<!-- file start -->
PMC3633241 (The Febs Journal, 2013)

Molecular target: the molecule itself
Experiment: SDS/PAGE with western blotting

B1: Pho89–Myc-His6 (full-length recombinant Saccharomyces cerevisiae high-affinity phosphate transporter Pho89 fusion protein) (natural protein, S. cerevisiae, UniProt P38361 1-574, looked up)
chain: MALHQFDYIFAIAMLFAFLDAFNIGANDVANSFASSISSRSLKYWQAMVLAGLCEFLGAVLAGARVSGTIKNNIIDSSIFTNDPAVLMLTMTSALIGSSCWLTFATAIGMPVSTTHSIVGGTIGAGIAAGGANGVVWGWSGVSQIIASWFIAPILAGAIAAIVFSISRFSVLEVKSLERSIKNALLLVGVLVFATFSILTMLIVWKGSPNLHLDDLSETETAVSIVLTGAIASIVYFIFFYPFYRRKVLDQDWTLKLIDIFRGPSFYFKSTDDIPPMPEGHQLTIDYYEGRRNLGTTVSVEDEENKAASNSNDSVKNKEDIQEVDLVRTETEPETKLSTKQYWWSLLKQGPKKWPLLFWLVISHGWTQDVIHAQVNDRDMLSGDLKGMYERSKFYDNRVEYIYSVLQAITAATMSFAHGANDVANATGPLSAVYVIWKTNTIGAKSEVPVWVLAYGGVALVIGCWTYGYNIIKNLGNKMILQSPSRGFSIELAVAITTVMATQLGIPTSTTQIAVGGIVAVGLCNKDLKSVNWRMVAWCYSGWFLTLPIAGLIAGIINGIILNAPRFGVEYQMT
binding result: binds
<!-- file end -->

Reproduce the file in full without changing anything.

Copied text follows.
PMC3633241 (The Febs Journal, 2013)

Molecular target: the molecule itself
Experiment: SDS/PAGE with western blotting

B1: Pho89–Myc-His6 (full-length recombinant Saccharomyces cerevisiae high-affinity phosphate transporter Pho89 fusion protein) (natural protein, S. cerevisiae, UniProt P38361 1-574, looked up)
chain: MALHQFDYIFAIAMLFAFLDAFNIGANDVANSFASSISSRSLKYWQAMVLAGLCEFLGAVLAGARVSGTIKNNIIDSSIFTNDPAVLMLTMTSALIGSSCWLTFATAIGMPVSTTHSIVGGTIGAGIAAGGANGVVWGWSGVSQIIASWFIAPILAGAIAAIVFSISRFSVLEVKSLERSIKNALLLVGVLVFATFSILTMLIVWKGSPNLHLDDLSETETAVSIVLTGAIASIVYFIFFYPFYRRKVLDQDWTLKLIDIFRGPSFYFKSTDDIPPMPEGHQLTIDYYEGRRNLGTTVSVEDEENKAASNSNDSVKNKEDIQEVDLVRTETEPETKLSTKQYWWSLLKQGPKKWPLLFWLVISHGWTQDVIHAQVNDRDMLSGDLKGMYERSKFYDNRVEYIYSVLQAITAATMSFAHGANDVANATGPLSAVYVIWKTNTIGAKSEVPVWVLAYGGVALVIGCWTYGYNIIKNLGNKMILQSPSRGFSIELAVAITTVMATQLGIPTSTTQIAVGGIVAVGLCNKDLKSVNWRMVAWCYSGWFLTLPIAGLIAGIINGIILNAPRFGVEYQMT
binding result: binds